The right answer isn't obvious.
While Vodafone's 5% yield is attractive, the payout only rose by 2% last year. Another concern is that this year's forecast payout of 11.6p is only 50% covered by expected earnings.
The special dividends that shareholders used to enjoy when Vodafone owned a stake in Verizon Wireless are a distant memory. Vodafone hasn't yet been able to replace the profits Verizon used to provide.
In my view, Vodafone's dividend is likely to remain pretty much flat for at least another couple of years. However, the firm's massive £19bn programme of capital expenditure is now nearing completion. Trading results from depressed southern European markets also appear to be improving.
A combination of rising sales and falling expenditure could give Vodafone's profits a significant boost, putting the firm's dividend on a much firmer footing. It's notable that the City has been happy to trust Vodafone's management to deliver on its promise to maintain the dividend during this sustained period of investment.
In contrast to many of Vodafone's FTSE 100 peers, broker forecasts do not suggest a dividend cut for this year or next year.
What about BT?
The situation at BT is rather different. BT took on £5bn of extra debt last year as a result of its acquisition of mobile operator EE. This doubled the group's net debt to £9.8bn. BT also plans to spend a further £6bn over the next three years, upgrading its UK fibre network and 4G coverage to provide a more universal service.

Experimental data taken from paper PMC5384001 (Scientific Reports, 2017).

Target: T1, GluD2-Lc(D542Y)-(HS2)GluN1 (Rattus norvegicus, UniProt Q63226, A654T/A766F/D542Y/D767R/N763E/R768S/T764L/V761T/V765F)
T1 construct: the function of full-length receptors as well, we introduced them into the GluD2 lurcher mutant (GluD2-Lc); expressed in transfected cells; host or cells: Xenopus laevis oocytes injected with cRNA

All of this will have to be paid for. Although BT generated an impressive £3bn of free cash flow last year, the firm has a lot of calls on its cash.
The group's troublesome £5.2bn pension deficit required a £900m deficit reduction payment last year. Last year's dividend will have cost £1.4bn. Last year's interest payment of £558m is likely to be much higher this year, given the group's extra debt.
While BT has committed to increase the dividend by at least 10% for the next two years, I think this payout might soon start to look less affordable.
Despite my concerns, BT is a very profitable business. The firm's operating margin has averaged about 16% over the last five years. This compares very favourably with Vodafone, which reported an operating margin of just 3.4% last year. The only thing to remember is that Vodafone's margin used to be much higher. In 2012, it peaked at 14.5%.
If Vodafone's investment programme helps the firm return to historic levels of profitability, the group's earnings could rise significantly. That can't be said of BT, where profit margins are already at record highs.
In reality, I don't think there's any way of knowing which share will return more to shareholders over the next few years. That's why I'm going to hold onto my Vodafone shares.
In the face of stock market uncertainty, it's often best to do nothing.
Roland Head has no position in any shares mentioned. The Motley Fool UK has no position in any of the shares mentioned. We Fools don't all hold the same opinions, but we all believe that considering a diverse range of insights makes us better investors.